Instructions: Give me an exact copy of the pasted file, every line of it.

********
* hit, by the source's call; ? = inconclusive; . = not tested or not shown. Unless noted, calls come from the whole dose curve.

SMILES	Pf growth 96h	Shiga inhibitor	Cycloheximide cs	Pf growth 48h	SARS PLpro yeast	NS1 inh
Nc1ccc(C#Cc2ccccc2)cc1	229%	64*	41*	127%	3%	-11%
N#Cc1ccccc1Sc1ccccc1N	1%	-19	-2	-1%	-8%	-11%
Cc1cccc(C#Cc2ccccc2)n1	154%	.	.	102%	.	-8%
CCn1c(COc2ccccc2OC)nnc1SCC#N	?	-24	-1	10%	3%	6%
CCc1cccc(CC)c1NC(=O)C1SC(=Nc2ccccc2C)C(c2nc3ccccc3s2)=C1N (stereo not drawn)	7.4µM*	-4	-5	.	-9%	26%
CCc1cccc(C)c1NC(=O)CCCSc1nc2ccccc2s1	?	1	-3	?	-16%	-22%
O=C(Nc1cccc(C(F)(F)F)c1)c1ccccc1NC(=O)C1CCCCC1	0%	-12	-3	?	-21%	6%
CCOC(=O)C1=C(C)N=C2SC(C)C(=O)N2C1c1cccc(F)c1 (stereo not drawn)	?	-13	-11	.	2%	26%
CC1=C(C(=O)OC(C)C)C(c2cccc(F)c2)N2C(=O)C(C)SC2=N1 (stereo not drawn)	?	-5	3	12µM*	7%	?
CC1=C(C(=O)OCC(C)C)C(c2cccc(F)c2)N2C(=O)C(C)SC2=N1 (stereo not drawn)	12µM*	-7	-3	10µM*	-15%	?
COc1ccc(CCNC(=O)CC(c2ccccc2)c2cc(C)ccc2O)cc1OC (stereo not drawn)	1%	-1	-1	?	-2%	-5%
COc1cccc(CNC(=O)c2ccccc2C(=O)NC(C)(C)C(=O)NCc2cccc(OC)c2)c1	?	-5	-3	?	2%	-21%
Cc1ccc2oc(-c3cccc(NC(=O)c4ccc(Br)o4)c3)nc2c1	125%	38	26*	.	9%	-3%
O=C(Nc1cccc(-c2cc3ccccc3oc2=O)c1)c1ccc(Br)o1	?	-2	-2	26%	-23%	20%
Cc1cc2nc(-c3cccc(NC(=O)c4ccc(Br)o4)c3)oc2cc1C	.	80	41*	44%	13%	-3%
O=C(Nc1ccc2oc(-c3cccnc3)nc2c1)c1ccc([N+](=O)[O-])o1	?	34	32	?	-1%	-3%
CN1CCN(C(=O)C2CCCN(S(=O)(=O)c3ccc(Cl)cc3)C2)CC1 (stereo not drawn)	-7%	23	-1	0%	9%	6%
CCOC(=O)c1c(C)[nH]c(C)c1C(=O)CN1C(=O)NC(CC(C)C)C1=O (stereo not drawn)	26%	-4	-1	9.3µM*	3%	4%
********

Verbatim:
* hit, by the source's call; ? = inconclusive; . = not tested or not shown. Unless noted, calls come from the whole dose curve.

SMILES	Pf growth 96h	Shiga inhibitor	Cycloheximide cs	Pf growth 48h	SARS PLpro yeast	NS1 inh
Nc1ccc(C#Cc2ccccc2)cc1	229%	64*	41*	127%	3%	-11%
N#Cc1ccccc1Sc1ccccc1N	1%	-19	-2	-1%	-8%	-11%
Cc1cccc(C#Cc2ccccc2)n1	154%	.	.	102%	.	-8%
CCn1c(COc2ccccc2OC)nnc1SCC#N	?	-24	-1	10%	3%	6%
CCc1cccc(CC)c1NC(=O)C1SC(=Nc2ccccc2C)C(c2nc3ccccc3s2)=C1N (stereo not drawn)	7.4µM*	-4	-5	.	-9%	26%
CCc1cccc(C)c1NC(=O)CCCSc1nc2ccccc2s1	?	1	-3	?	-16%	-22%
O=C(Nc1cccc(C(F)(F)F)c1)c1ccccc1NC(=O)C1CCCCC1	0%	-12	-3	?	-21%	6%
CCOC(=O)C1=C(C)N=C2SC(C)C(=O)N2C1c1cccc(F)c1 (stereo not drawn)	?	-13	-11	.	2%	26%
CC1=C(C(=O)OC(C)C)C(c2cccc(F)c2)N2C(=O)C(C)SC2=N1 (stereo not drawn)	?	-5	3	12µM*	7%	?
CC1=C(C(=O)OCC(C)C)C(c2cccc(F)c2)N2C(=O)C(C)SC2=N1 (stereo not drawn)	12µM*	-7	-3	10µM*	-15%	?
COc1ccc(CCNC(=O)CC(c2ccccc2)c2cc(C)ccc2O)cc1OC (stereo not drawn)	1%	-1	-1	?	-2%	-5%
COc1cccc(CNC(=O)c2ccccc2C(=O)NC(C)(C)C(=O)NCc2cccc(OC)c2)c1	?	-5	-3	?	2%	-21%
Cc1ccc2oc(-c3cccc(NC(=O)c4ccc(Br)o4)c3)nc2c1	125%	38	26*	.	9%	-3%
O=C(Nc1cccc(-c2cc3ccccc3oc2=O)c1)c1ccc(Br)o1	?	-2	-2	26%	-23%	20%
Cc1cc2nc(-c3cccc(NC(=O)c4ccc(Br)o4)c3)oc2cc1C	.	80	41*	44%	13%	-3%
O=C(Nc1ccc2oc(-c3cccnc3)nc2c1)c1ccc([N+](=O)[O-])o1	?	34	32	?	-1%	-3%
CN1CCN(C(=O)C2CCCN(S(=O)(=O)c3ccc(Cl)cc3)C2)CC1 (stereo not drawn)	-7%	23	-1	0%	9%	6%
CCOC(=O)c1c(C)[nH]c(C)c1C(=O)CN1C(=O)NC(CC(C)C)C1=O (stereo not drawn)	26%	-4	-1	9.3µM*	3%	4%